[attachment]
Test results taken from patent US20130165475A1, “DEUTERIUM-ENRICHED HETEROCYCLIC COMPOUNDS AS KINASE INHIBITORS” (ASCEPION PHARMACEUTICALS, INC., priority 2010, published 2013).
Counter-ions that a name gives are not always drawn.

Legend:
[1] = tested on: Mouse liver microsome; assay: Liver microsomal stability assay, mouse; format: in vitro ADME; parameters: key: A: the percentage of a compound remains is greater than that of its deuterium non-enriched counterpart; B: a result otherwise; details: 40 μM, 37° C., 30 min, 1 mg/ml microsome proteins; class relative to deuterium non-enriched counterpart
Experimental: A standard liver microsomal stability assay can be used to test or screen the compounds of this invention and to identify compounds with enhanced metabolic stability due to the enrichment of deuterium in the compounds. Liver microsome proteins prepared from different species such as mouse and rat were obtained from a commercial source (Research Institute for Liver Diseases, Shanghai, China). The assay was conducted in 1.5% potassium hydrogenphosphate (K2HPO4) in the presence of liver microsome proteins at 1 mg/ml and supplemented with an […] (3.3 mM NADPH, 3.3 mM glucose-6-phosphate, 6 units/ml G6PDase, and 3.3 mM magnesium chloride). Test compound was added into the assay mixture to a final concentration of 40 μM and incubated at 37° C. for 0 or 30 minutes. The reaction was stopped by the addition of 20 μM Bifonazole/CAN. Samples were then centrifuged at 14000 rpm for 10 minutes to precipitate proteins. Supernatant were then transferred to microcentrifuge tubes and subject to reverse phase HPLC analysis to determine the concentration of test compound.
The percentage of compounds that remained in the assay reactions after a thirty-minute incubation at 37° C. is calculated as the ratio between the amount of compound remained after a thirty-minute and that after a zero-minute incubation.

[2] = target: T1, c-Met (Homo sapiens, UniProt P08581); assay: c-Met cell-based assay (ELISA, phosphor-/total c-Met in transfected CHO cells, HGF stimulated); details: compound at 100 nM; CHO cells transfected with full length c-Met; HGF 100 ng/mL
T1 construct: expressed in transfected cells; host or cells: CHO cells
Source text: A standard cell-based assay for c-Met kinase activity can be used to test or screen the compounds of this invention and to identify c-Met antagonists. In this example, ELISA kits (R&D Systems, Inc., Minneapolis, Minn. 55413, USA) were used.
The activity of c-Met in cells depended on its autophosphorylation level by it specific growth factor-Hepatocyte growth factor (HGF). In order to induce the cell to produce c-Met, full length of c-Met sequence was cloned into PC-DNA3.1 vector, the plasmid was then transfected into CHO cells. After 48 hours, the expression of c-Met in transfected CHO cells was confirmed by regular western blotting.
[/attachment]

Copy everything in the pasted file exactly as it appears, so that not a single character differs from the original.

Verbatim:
Test results taken from patent US20130165475A1, “DEUTERIUM-ENRICHED HETEROCYCLIC COMPOUNDS AS KINASE INHIBITORS” (ASCEPION PHARMACEUTICALS, INC., priority 2010, published 2013).
Counter-ions that a name gives are not always drawn.

Legend:
[1] = tested on: Mouse liver microsome; assay: Liver microsomal stability assay, mouse; format: in vitro ADME; parameters: key: A: the percentage of a compound remains is greater than that of its deuterium non-enriched counterpart; B: a result otherwise; details: 40 μM, 37° C., 30 min, 1 mg/ml microsome proteins; class relative to deuterium non-enriched counterpart
Experimental: A standard liver microsomal stability assay can be used to test or screen the compounds of this invention and to identify compounds with enhanced metabolic stability due to the enrichment of deuterium in the compounds. Liver microsome proteins prepared from different species such as mouse and rat were obtained from a commercial source (Research Institute for Liver Diseases, Shanghai, China). The assay was conducted in 1.5% potassium hydrogenphosphate (K2HPO4) in the presence of liver microsome proteins at 1 mg/ml and supplemented with an […] (3.3 mM NADPH, 3.3 mM glucose-6-phosphate, 6 units/ml G6PDase, and 3.3 mM magnesium chloride). Test compound was added into the assay mixture to a final concentration of 40 μM and incubated at 37° C. for 0 or 30 minutes. The reaction was stopped by the addition of 20 μM Bifonazole/CAN. Samples were then centrifuged at 14000 rpm for 10 minutes to precipitate proteins. Supernatant were then transferred to microcentrifuge tubes and subject to reverse phase HPLC analysis to determine the concentration of test compound.
The percentage of compounds that remained in the assay reactions after a thirty-minute incubation at 37° C. is calculated as the ratio between the amount of compound remained after a thirty-minute and that after a zero-minute incubation.

[2] = target: T1, c-Met (Homo sapiens, UniProt P08581); assay: c-Met cell-based assay (ELISA, phosphor-/total c-Met in transfected CHO cells, HGF stimulated); details: compound at 100 nM; CHO cells transfected with full length c-Met; HGF 100 ng/mL
T1 construct: expressed in transfected cells; host or cells: CHO cells
Source text: A standard cell-based assay for c-Met kinase activity can be used to test or screen the compounds of this invention and to identify c-Met antagonists. In this example, ELISA kits (R&D Systems, Inc., Minneapolis, Minn. 55413, USA) were used.
The activity of c-Met in cells depended on its autophosphorylation level by it specific growth factor-Hepatocyte growth factor (HGF). In order to induce the cell to produce c-Met, full length of c-Met sequence was cloned into PC-DNA3.1 vector, the plasmid was then transfected into CHO cells. After 48 hours, the expression of c-Met in transfected CHO cells was confirmed by regular western blotting.